Dumas uses Villefort as a foil to highlight certain qualities in Monte Cristo's character. The similarities between Monte Cristo and Villefort emphasize the tragic results of their interaction. As young men, both showed enormous potential for career success and happiness, but Villefort's ambition, matched against Dantès's naïveté, derailed Dantès's future and planted a seed of corruption in his own life. Both Monte Cristo and Villefort are driven men: Monte Cristo is driven by revenge and Villefort by ambition. Both are also consumed by their pursuit of justice. Monte Cristo pursues what he sees as Divine justice, while Villefort pursues human justice. Both are ruthless in their pursuit of their goals. Villefort is willing to cast aside the innocent Dantès and has no compunctions about disregarding his daughter's feelings in finding a husband for her. The count uses innocent people (like the telegraph operator) to suit his own ends and is willing to accept the deaths of the family members of his victims, until he sees the body of the poisoned Edouard. Villefort comes from an aristocratic family, and Monte Cristo comes from a poor family. Yet, both have strong feelings about their fathers: Monte Cristo has nothing but love and admiration for the memory of Old Dantès, while Villefort has a more complicated relationship with Noirtier. Monte Cristo's father dies from grief and poverty, while Villefort takes care of his father into old age. One important way in which Monte Cristo and Villefort differ is in their willingness to help others. Villefort, the reader is likely to feel, will only help someone to benefit his own position. The count helps people such as the Morrels, Albert, and Valentine because they are virtuous and he judges them worthy of help. He expects nothing in return for that help. So this difference between the two men highlights an important quality in the count.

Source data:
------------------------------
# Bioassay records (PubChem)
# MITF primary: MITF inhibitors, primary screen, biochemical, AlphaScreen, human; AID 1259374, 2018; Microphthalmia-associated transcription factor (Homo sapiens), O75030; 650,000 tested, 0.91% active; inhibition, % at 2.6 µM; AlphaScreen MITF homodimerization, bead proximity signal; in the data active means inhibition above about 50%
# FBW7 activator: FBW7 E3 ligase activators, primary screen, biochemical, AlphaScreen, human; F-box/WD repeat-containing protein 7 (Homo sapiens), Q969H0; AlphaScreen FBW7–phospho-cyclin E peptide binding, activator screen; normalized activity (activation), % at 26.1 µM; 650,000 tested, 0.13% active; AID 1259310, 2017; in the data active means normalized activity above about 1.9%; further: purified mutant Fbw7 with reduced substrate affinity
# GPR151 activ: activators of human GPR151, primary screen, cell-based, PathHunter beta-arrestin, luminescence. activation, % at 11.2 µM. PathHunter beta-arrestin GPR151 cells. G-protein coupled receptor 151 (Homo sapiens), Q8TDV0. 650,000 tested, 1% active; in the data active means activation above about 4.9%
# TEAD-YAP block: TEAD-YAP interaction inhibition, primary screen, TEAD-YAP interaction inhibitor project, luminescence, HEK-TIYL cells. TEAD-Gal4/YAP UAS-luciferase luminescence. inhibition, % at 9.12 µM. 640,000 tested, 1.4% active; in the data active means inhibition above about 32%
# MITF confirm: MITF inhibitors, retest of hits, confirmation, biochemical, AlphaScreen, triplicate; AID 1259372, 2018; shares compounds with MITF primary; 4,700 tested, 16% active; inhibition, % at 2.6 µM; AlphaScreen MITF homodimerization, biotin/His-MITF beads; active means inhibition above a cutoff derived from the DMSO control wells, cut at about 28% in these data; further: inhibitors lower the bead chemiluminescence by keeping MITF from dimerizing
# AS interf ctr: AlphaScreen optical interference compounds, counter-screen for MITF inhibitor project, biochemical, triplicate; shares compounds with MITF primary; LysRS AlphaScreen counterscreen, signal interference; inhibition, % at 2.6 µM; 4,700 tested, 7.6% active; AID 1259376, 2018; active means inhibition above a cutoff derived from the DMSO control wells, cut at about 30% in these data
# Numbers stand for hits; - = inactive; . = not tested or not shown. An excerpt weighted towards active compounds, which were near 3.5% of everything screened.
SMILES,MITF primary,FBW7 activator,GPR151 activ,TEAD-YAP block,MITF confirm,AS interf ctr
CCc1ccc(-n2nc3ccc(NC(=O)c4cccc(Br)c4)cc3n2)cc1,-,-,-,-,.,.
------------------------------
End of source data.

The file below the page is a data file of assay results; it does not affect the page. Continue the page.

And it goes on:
In Chapter 95 of The Count of Monte Cristo, what does Dumas's portrayal of Danglars reveal about whether his character has improved since he betrayed Dantès?